Britons facing high unemployment rates and an economic downturn are reaching for chocolate to cheer them up, helping the Cadbury company to triple its net profit and raise its forecast for the year.
Profits at the group, whose products include Halls sweets and Trident gum, jumped from $113 million in the first six months of last year to $517 million on revenues up 4 per cent to $4.6 billion.
The company said that its performance had been boosted by the increased "stay-at-home culture" enforced by the recession.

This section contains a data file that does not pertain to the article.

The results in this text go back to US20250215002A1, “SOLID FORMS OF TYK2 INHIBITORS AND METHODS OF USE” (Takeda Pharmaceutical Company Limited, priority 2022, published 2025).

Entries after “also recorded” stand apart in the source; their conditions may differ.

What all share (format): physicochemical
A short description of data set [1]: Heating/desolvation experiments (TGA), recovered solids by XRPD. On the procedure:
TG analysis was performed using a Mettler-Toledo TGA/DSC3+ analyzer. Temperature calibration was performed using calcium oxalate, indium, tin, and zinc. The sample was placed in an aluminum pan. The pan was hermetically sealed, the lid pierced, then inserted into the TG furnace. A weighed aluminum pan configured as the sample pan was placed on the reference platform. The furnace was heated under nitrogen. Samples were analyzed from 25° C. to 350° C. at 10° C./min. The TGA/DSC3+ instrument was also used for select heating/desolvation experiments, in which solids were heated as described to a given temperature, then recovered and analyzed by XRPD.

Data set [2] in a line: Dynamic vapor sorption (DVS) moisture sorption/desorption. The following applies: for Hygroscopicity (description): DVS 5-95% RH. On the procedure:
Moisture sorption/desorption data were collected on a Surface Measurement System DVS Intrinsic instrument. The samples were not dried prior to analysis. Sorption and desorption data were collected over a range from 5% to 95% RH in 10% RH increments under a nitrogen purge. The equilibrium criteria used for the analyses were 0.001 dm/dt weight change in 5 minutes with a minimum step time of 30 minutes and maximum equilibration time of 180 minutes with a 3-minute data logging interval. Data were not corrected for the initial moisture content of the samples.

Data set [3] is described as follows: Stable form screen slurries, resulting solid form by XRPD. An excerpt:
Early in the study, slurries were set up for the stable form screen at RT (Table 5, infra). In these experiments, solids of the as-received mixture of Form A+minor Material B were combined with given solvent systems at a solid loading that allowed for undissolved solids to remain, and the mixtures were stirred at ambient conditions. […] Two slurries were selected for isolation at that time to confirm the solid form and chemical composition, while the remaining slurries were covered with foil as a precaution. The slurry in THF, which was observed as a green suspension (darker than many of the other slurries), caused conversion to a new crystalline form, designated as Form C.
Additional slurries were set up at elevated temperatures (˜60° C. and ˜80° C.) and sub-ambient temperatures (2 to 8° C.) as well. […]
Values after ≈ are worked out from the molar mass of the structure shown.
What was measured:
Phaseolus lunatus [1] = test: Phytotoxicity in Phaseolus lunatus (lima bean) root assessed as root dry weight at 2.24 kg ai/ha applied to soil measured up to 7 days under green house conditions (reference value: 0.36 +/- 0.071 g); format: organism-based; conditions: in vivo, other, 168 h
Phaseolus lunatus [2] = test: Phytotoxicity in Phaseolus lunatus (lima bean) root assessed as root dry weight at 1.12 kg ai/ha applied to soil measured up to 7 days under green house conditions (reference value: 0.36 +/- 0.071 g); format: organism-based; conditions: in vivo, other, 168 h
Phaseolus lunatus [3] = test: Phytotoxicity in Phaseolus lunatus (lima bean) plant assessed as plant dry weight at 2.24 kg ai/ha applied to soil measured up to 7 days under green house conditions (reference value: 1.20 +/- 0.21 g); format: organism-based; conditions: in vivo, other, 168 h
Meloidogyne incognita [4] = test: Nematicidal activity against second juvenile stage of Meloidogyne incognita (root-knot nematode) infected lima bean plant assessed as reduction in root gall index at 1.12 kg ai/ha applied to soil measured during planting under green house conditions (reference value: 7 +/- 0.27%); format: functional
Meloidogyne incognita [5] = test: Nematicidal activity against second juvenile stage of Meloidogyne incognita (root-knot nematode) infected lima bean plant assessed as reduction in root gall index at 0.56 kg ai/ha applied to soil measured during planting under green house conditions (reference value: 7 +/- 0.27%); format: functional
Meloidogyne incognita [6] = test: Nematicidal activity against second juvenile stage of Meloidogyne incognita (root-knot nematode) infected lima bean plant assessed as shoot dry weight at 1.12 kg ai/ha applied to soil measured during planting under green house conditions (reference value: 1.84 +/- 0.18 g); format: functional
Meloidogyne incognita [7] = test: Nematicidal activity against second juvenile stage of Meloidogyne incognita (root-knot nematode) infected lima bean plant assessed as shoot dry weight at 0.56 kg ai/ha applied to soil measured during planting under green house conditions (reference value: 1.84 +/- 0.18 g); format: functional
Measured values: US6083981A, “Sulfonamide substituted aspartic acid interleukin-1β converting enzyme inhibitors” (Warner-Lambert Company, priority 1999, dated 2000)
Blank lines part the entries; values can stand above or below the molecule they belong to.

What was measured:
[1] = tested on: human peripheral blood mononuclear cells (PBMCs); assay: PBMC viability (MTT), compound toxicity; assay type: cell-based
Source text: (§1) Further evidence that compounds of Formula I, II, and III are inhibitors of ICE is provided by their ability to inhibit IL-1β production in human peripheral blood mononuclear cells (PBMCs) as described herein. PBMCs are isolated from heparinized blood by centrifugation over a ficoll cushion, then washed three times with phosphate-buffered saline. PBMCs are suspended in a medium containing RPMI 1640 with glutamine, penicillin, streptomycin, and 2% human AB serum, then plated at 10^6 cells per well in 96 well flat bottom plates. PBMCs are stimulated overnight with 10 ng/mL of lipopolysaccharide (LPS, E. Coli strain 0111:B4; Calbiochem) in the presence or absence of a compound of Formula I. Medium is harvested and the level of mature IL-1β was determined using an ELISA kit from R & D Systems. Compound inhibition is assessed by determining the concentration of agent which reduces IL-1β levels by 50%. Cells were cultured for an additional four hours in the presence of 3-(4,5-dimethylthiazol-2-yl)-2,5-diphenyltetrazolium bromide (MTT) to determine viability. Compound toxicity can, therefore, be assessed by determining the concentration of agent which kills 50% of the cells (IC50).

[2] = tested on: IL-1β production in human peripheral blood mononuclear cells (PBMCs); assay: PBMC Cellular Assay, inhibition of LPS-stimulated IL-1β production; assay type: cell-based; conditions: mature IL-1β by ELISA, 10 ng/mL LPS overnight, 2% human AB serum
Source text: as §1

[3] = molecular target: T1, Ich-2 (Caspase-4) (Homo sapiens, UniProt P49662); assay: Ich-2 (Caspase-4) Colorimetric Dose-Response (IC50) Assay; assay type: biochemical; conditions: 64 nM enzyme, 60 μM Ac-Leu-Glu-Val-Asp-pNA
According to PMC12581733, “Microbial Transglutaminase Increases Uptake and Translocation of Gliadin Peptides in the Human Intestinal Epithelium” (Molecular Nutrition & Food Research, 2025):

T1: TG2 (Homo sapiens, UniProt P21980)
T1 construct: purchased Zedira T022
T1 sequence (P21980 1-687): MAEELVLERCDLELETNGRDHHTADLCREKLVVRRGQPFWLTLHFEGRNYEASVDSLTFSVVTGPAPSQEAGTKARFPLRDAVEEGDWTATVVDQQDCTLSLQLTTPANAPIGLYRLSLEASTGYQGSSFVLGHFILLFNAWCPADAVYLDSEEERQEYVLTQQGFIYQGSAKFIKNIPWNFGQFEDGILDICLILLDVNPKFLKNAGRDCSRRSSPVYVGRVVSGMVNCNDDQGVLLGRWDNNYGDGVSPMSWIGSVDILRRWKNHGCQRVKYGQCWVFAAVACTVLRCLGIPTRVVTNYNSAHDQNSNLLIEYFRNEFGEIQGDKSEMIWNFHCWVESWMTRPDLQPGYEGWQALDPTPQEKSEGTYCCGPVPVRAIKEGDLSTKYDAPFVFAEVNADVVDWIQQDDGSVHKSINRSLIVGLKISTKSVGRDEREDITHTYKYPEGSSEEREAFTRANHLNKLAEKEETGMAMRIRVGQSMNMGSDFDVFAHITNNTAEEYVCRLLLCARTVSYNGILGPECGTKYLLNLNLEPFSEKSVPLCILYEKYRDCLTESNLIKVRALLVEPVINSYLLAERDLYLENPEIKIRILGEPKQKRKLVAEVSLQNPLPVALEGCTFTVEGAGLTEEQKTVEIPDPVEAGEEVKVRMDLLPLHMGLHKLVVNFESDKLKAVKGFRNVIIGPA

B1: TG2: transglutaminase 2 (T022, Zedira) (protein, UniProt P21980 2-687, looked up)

"People want to indulge and treat themselves. We are an attractive product in a difficult time," said Todd Stitzer, chief executive of Cadbury’s.
The group is now guiding towards a profit margin rise of 80-100 basis points compared to the 70-80 basis points expected by most analysts.
The strong performance in chocolate was offset by weaker sales of gum, a business which it added with the acquisition of Adams in 2003, as well as candy. Sales of both were static while sales of Halls, the world's biggest sweet brand, declined.